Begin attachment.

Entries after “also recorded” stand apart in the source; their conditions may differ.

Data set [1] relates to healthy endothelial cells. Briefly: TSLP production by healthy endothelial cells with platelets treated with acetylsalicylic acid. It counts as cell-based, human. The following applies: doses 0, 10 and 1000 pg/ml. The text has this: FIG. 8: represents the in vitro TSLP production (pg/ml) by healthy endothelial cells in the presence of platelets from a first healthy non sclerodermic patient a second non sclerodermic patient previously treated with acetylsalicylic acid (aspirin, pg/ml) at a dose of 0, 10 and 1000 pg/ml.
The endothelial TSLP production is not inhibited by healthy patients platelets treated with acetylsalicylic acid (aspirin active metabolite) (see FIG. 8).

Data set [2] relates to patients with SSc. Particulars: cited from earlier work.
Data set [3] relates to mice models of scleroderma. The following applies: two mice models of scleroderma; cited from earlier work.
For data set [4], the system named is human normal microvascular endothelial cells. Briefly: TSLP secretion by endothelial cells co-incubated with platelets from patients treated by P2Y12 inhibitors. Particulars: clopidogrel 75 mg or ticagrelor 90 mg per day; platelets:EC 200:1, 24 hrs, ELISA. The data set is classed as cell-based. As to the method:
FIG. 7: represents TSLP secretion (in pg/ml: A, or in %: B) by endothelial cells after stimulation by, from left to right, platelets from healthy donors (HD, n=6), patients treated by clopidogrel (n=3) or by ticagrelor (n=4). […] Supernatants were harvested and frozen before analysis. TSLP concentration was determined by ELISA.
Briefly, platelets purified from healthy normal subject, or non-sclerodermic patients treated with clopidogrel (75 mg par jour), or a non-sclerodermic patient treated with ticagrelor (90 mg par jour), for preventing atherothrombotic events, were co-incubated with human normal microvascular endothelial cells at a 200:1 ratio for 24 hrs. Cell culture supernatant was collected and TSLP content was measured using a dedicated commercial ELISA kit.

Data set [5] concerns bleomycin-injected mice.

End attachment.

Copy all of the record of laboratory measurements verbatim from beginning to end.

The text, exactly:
Entries after “also recorded” stand apart in the source; their conditions may differ.

Data set [1] relates to healthy endothelial cells. Briefly: TSLP production by healthy endothelial cells with platelets treated with acetylsalicylic acid. It counts as cell-based, human. The following applies: doses 0, 10 and 1000 pg/ml. The text has this: FIG. 8: represents the in vitro TSLP production (pg/ml) by healthy endothelial cells in the presence of platelets from a first healthy non sclerodermic patient a second non sclerodermic patient previously treated with acetylsalicylic acid (aspirin, pg/ml) at a dose of 0, 10 and 1000 pg/ml.
The endothelial TSLP production is not inhibited by healthy patients platelets treated with acetylsalicylic acid (aspirin active metabolite) (see FIG. 8).

Data set [2] relates to patients with SSc. Particulars: cited from earlier work.
Data set [3] relates to mice models of scleroderma. The following applies: two mice models of scleroderma; cited from earlier work.
For data set [4], the system named is human normal microvascular endothelial cells. Briefly: TSLP secretion by endothelial cells co-incubated with platelets from patients treated by P2Y12 inhibitors. Particulars: clopidogrel 75 mg or ticagrelor 90 mg per day; platelets:EC 200:1, 24 hrs, ELISA. The data set is classed as cell-based. As to the method:
FIG. 7: represents TSLP secretion (in pg/ml: A, or in %: B) by endothelial cells after stimulation by, from left to right, platelets from healthy donors (HD, n=6), patients treated by clopidogrel (n=3) or by ticagrelor (n=4). […] Supernatants were harvested and frozen before analysis. TSLP concentration was determined by ELISA.
Briefly, platelets purified from healthy normal subject, or non-sclerodermic patients treated with clopidogrel (75 mg par jour), or a non-sclerodermic patient treated with ticagrelor (90 mg par jour), for preventing atherothrombotic events, were co-incubated with human normal microvascular endothelial cells at a 200:1 ratio for 24 hrs. Cell culture supernatant was collected and TSLP content was measured using a dedicated commercial ELISA kit.

Data set [5] concerns bleomycin-injected mice.